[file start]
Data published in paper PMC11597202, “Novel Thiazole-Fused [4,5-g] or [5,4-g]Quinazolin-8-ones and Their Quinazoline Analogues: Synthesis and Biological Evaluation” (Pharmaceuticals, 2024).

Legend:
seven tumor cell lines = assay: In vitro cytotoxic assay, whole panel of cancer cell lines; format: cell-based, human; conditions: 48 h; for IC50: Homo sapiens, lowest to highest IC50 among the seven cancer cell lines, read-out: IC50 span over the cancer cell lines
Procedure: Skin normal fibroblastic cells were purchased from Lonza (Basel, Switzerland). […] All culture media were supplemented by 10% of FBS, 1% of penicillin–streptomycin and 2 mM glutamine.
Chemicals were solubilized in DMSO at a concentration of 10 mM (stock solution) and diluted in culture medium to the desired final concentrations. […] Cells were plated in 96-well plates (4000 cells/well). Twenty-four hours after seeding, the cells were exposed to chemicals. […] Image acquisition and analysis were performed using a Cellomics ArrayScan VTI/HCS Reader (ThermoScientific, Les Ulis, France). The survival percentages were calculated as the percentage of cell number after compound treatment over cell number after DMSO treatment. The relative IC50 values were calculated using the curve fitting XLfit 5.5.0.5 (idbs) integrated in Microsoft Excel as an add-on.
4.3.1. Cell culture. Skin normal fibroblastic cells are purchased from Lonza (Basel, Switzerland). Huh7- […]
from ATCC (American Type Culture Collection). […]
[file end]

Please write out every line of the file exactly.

Data published in paper PMC11597202, “Novel Thiazole-Fused [4,5-g] or [5,4-g]Quinazolin-8-ones and Their Quinazoline Analogues: Synthesis and Biological Evaluation” (Pharmaceuticals, 2024).

Legend:
seven tumor cell lines = assay: In vitro cytotoxic assay, whole panel of cancer cell lines; format: cell-based, human; conditions: 48 h; for IC50: Homo sapiens, lowest to highest IC50 among the seven cancer cell lines, read-out: IC50 span over the cancer cell lines
Procedure: Skin normal fibroblastic cells were purchased from Lonza (Basel, Switzerland). […] All culture media were supplemented by 10% of FBS, 1% of penicillin–streptomycin and 2 mM glutamine.
Chemicals were solubilized in DMSO at a concentration of 10 mM (stock solution) and diluted in culture medium to the desired final concentrations. […] Cells were plated in 96-well plates (4000 cells/well). Twenty-four hours after seeding, the cells were exposed to chemicals. […] Image acquisition and analysis were performed using a Cellomics ArrayScan VTI/HCS Reader (ThermoScientific, Les Ulis, France). The survival percentages were calculated as the percentage of cell number after compound treatment over cell number after DMSO treatment. The relative IC50 values were calculated using the curve fitting XLfit 5.5.0.5 (idbs) integrated in Microsoft Excel as an add-on.
4.3.1. Cell culture. Skin normal fibroblastic cells are purchased from Lonza (Basel, Switzerland). Huh7- […]
from ATCC (American Type Culture Collection). […]